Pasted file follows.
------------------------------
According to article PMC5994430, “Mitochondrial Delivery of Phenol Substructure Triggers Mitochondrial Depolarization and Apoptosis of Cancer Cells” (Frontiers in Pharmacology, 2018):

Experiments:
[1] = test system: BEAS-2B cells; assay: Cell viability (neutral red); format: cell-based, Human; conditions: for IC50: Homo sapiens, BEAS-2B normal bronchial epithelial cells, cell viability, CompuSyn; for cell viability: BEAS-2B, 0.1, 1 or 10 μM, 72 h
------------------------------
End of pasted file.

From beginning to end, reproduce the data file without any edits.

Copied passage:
According to article PMC5994430, “Mitochondrial Delivery of Phenol Substructure Triggers Mitochondrial Depolarization and Apoptosis of Cancer Cells” (Frontiers in Pharmacology, 2018):

Experiments:
[1] = test system: BEAS-2B cells; assay: Cell viability (neutral red); format: cell-based, Human; conditions: for IC50: Homo sapiens, BEAS-2B normal bronchial epithelial cells, cell viability, CompuSyn; for cell viability: BEAS-2B, 0.1, 1 or 10 μM, 72 h